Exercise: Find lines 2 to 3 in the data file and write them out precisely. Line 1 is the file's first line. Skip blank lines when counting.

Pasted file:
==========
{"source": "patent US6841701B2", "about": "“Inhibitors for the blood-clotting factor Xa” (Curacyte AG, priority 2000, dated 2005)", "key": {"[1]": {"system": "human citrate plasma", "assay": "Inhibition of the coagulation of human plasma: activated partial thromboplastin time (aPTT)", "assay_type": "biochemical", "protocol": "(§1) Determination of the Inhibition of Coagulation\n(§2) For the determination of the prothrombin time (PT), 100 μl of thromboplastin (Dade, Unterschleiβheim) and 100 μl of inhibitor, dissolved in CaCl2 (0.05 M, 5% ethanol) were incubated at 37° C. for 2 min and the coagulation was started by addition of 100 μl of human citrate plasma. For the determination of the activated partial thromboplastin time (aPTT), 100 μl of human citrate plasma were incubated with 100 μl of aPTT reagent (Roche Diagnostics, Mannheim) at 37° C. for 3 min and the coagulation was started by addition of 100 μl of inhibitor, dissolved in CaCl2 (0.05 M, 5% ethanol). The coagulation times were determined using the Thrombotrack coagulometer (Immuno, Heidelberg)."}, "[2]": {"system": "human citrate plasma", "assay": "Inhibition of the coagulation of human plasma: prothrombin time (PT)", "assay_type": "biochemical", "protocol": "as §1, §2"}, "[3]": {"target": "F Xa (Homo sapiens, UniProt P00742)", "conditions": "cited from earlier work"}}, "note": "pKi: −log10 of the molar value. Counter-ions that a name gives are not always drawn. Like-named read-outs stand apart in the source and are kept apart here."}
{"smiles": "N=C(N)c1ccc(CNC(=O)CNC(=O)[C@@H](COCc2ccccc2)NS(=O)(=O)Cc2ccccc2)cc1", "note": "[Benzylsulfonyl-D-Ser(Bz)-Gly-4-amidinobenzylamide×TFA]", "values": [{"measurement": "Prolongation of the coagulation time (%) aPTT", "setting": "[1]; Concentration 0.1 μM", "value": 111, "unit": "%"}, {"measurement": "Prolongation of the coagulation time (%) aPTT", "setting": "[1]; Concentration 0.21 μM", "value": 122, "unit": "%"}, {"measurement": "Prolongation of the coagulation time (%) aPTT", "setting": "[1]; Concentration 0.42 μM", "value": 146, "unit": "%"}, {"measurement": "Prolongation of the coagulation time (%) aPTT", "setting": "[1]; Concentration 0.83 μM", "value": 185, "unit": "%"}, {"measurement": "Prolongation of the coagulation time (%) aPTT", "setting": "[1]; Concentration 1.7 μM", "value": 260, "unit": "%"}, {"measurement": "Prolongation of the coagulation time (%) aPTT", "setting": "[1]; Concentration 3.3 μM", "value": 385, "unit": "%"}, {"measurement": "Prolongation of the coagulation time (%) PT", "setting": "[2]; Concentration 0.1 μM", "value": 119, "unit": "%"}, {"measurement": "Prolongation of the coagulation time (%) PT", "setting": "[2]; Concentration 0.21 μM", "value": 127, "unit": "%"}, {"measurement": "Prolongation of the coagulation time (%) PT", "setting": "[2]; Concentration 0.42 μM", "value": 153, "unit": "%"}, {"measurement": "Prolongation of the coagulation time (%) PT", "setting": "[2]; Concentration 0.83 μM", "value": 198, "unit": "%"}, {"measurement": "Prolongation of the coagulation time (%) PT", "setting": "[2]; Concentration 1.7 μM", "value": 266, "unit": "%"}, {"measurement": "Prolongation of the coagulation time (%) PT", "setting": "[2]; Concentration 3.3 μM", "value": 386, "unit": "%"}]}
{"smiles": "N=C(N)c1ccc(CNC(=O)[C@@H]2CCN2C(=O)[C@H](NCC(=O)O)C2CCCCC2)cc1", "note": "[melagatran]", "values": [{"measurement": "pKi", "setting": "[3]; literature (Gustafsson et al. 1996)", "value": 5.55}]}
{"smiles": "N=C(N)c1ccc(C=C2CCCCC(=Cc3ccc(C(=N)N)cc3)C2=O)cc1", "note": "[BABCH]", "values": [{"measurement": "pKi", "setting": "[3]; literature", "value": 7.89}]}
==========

{"smiles": "N=C(N)c1ccc(CNC(=O)CNC(=O)[C@@H](COCc2ccccc2)NS(=O)(=O)Cc2ccccc2)cc1", "note": "[Benzylsulfonyl-D-Ser(Bz)-Gly-4-amidinobenzylamide×TFA]", "values": [{"measurement": "Prolongation of the coagulation time (%) aPTT", "setting": "[1]; Concentration 0.1 μM", "value": 111, "unit": "%"}, {"measurement": "Prolongation of the coagulation time (%) aPTT", "setting": "[1]; Concentration 0.21 μM", "value": 122, "unit": "%"}, {"measurement": "Prolongation of the coagulation time (%) aPTT", "setting": "[1]; Concentration 0.42 μM", "value": 146, "unit": "%"}, {"measurement": "Prolongation of the coagulation time (%) aPTT", "setting": "[1]; Concentration 0.83 μM", "value": 185, "unit": "%"}, {"measurement": "Prolongation of the coagulation time (%) aPTT", "setting": "[1]; Concentration 1.7 μM", "value": 260, "unit": "%"}, {"measurement": "Prolongation of the coagulation time (%) aPTT", "setting": "[1]; Concentration 3.3 μM", "value": 385, "unit": "%"}, {"measurement": "Prolongation of the coagulation time (%) PT", "setting": "[2]; Concentration 0.1 μM", "value": 119, "unit": "%"}, {"measurement": "Prolongation of the coagulation time (%) PT", "setting": "[2]; Concentration 0.21 μM", "value": 127, "unit": "%"}, {"measurement": "Prolongation of the coagulation time (%) PT", "setting": "[2]; Concentration 0.42 μM", "value": 153, "unit": "%"}, {"measurement": "Prolongation of the coagulation time (%) PT", "setting": "[2]; Concentration 0.83 μM", "value": 198, "unit": "%"}, {"measurement": "Prolongation of the coagulation time (%) PT", "setting": "[2]; Concentration 1.7 μM", "value": 266, "unit": "%"}, {"measurement": "Prolongation of the coagulation time (%) PT", "setting": "[2]; Concentration 3.3 μM", "value": 386, "unit": "%"}]}
{"smiles": "N=C(N)c1ccc(CNC(=O)[C@@H]2CCN2C(=O)[C@H](NCC(=O)O)C2CCCCC2)cc1", "note": "[melagatran]", "values": [{"measurement": "pKi", "setting": "[3]; literature (Gustafsson et al. 1996)", "value": 5.55}]}